I am currently the guild master for a World of Warcraft Guild for students in my Intro to Business class. I am using World of Warcraft as a business simulation for my students to create businesses and then buy, sell, conduct business, and then document all their activity. They will be able to form either corporations, partnerships or Sole Proprietorships.
I'm using the guild to allow them to share / pool resources and to allow a secure channel of communications with their instructor and each other.
I have been thinking on this, and I think the challenge for using a guild in class-rooms is still what I mentioned in my response to the "Guilds and Impact" reading. I don't see how to make guild involvement voluntary in a classroom setting. I think once you make guild participation mandatory (you can't shop around for another guild), you lose a lot of the power. Why would I care about advancing in a system I didn't want to be a part of in the first place? This is just as likely to make a person quit entirely as to motivate them.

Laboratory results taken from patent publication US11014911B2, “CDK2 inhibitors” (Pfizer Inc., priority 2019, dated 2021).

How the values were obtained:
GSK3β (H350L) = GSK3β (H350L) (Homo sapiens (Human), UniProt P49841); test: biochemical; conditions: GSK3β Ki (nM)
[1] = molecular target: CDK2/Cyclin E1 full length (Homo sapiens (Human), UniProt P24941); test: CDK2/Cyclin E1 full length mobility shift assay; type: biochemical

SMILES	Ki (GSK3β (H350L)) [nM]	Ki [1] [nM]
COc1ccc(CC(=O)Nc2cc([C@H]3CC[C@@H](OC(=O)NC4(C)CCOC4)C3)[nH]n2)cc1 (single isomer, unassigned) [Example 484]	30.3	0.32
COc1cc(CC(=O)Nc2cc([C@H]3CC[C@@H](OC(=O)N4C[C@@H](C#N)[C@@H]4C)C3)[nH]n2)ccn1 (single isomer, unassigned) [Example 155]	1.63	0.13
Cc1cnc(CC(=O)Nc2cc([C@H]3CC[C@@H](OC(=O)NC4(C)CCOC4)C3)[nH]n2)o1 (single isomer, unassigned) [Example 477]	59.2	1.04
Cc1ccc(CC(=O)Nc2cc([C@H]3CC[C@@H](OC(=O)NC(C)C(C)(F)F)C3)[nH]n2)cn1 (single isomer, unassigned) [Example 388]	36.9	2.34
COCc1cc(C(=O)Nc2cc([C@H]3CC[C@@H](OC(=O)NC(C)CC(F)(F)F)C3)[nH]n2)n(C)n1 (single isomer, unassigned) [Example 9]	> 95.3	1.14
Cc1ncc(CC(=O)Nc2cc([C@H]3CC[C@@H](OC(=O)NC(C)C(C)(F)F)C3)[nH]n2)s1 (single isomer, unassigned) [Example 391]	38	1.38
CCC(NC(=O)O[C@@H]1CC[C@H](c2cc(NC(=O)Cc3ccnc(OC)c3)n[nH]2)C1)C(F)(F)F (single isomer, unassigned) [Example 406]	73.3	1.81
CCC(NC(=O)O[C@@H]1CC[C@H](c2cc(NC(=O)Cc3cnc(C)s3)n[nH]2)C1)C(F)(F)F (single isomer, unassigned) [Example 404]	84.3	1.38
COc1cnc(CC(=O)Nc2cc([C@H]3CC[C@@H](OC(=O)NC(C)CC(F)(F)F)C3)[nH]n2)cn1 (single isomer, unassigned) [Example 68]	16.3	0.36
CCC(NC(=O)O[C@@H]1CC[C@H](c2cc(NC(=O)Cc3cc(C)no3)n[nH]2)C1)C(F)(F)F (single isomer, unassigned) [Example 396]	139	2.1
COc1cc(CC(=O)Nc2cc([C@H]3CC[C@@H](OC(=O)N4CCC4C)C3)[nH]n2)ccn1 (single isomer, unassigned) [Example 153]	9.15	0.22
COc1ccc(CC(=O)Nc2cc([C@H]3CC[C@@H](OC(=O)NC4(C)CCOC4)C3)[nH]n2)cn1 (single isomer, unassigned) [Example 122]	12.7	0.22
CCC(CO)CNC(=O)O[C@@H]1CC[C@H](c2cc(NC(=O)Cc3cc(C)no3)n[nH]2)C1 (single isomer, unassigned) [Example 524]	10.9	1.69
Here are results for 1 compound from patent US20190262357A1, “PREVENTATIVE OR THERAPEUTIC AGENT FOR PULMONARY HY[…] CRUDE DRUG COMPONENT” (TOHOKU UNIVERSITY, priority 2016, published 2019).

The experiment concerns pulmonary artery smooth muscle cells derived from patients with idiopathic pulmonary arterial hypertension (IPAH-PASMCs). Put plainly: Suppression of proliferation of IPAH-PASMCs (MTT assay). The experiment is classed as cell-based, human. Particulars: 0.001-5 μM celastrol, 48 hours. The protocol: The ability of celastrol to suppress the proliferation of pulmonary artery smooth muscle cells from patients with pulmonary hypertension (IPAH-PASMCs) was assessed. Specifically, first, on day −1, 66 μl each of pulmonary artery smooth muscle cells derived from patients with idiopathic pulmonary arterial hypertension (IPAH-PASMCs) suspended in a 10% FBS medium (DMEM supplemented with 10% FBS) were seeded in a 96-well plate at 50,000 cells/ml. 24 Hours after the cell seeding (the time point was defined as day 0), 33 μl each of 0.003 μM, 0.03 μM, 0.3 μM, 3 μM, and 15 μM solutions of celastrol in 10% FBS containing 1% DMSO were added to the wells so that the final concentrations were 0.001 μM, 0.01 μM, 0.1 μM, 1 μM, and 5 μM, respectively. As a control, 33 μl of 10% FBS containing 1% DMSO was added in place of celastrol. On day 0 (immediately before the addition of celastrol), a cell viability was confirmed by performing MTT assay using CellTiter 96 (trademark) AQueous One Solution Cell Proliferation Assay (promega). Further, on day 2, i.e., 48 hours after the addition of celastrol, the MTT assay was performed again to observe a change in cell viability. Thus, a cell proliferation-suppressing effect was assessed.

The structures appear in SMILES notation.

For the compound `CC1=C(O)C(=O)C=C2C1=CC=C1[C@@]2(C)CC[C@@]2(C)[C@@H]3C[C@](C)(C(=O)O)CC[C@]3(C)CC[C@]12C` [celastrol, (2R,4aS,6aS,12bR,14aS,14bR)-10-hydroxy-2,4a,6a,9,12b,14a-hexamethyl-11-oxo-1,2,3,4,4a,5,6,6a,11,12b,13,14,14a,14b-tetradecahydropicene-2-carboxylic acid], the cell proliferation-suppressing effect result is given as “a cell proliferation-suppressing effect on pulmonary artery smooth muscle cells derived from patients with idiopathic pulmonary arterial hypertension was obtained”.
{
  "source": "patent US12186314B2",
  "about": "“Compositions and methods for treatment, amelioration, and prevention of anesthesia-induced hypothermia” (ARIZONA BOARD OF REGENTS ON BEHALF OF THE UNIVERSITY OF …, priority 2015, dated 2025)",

For an afterschool or other "non formal" learning environment I think it would work great. But, these are largely voluntary activities, so advancement within the guild and support from the guild are much more meaningful.
When used more as a communication tool (not so much a social tool), like what Abacus talks about, I think they might work out quite well.
Unfortunately not in a position to setup a clan (I'm backend content development rather than teaching) but have been in a few guild, but more clans.